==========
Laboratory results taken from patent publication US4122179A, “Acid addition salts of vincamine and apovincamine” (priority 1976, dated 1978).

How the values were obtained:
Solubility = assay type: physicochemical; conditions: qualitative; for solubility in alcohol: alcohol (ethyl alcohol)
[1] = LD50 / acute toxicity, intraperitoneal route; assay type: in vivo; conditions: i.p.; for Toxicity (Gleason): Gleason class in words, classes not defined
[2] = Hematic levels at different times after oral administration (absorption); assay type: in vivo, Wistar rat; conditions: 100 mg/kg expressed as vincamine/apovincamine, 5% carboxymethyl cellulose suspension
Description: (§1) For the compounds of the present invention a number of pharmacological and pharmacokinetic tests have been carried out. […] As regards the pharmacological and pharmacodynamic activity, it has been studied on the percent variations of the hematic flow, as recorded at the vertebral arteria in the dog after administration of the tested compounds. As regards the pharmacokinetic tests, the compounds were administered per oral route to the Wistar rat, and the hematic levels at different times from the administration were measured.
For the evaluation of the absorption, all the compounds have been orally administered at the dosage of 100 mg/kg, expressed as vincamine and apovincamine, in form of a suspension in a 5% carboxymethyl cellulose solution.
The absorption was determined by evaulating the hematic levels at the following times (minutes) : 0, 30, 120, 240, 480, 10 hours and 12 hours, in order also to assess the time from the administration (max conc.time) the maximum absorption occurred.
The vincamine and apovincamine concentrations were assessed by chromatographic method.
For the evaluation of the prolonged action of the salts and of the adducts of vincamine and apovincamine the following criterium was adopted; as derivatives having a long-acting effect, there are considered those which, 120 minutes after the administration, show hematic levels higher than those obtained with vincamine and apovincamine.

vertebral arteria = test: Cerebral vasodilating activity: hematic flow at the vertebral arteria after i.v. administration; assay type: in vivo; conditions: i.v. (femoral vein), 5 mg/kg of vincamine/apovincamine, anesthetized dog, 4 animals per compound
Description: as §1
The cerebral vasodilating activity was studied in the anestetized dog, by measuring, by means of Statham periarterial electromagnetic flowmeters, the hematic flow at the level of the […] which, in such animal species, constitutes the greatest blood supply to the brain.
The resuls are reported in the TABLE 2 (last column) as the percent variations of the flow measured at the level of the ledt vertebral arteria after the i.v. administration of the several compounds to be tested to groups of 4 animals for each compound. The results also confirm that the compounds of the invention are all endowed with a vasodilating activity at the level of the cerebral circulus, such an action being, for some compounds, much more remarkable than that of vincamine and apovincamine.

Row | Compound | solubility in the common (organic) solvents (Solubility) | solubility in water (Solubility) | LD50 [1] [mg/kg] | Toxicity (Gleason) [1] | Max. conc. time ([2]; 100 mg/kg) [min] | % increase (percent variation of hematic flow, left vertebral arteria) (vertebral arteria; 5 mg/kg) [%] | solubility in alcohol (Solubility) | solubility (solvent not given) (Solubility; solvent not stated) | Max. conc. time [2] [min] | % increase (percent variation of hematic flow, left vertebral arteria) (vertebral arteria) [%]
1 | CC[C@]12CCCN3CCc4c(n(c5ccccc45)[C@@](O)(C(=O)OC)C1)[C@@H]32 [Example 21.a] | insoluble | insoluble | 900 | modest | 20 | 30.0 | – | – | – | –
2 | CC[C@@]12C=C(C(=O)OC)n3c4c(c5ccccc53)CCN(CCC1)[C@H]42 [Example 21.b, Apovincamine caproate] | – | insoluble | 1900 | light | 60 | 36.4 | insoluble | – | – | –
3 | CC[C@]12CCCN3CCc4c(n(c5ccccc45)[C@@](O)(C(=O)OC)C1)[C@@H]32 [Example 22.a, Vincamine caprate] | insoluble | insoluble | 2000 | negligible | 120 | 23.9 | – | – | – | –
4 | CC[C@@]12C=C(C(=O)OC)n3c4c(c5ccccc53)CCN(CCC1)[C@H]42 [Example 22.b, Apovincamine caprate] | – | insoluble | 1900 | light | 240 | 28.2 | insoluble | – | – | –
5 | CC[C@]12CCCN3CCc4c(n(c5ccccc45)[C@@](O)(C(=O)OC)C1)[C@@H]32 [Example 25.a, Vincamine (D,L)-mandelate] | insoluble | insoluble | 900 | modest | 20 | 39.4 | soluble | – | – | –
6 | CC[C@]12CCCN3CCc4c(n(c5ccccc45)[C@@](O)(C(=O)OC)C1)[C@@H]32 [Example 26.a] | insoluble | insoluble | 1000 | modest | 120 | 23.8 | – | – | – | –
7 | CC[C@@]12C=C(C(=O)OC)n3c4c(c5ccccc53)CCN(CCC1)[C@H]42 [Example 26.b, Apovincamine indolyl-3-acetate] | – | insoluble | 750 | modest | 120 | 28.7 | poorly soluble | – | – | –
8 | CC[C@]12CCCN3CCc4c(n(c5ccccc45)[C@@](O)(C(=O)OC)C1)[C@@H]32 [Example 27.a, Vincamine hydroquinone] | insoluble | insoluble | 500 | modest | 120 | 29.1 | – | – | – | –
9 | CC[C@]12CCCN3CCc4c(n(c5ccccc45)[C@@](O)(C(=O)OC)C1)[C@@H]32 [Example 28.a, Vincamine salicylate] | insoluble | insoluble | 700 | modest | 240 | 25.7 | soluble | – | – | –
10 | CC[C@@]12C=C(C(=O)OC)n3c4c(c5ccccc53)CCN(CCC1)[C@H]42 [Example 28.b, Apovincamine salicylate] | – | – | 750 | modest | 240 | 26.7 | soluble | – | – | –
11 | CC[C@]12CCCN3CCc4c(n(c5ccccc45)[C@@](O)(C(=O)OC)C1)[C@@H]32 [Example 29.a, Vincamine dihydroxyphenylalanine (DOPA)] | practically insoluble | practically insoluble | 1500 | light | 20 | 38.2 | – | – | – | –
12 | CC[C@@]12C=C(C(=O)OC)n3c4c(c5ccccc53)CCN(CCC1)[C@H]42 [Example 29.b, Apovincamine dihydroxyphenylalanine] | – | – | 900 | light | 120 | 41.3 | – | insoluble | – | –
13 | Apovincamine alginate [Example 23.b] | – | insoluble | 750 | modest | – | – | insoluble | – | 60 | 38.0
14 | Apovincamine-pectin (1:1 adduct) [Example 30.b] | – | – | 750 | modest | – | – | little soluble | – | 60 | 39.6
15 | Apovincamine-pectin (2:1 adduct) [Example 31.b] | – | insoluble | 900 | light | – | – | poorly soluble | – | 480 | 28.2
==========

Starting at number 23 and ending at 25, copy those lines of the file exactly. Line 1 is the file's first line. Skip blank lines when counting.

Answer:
8 | CC[C@]12CCCN3CCc4c(n(c5ccccc45)[C@@](O)(C(=O)OC)C1)[C@@H]32 [Example 27.a, Vincamine hydroquinone] | insoluble | insoluble | 500 | modest | 120 | 29.1 | – | – | – | –
9 | CC[C@]12CCCN3CCc4c(n(c5ccccc45)[C@@](O)(C(=O)OC)C1)[C@@H]32 [Example 28.a, Vincamine salicylate] | insoluble | insoluble | 700 | modest | 240 | 25.7 | soluble | – | – | –
10 | CC[C@@]12C=C(C(=O)OC)n3c4c(c5ccccc53)CCN(CCC1)[C@H]42 [Example 28.b, Apovincamine salicylate] | – | – | 750 | modest | 240 | 26.7 | soluble | – | – | –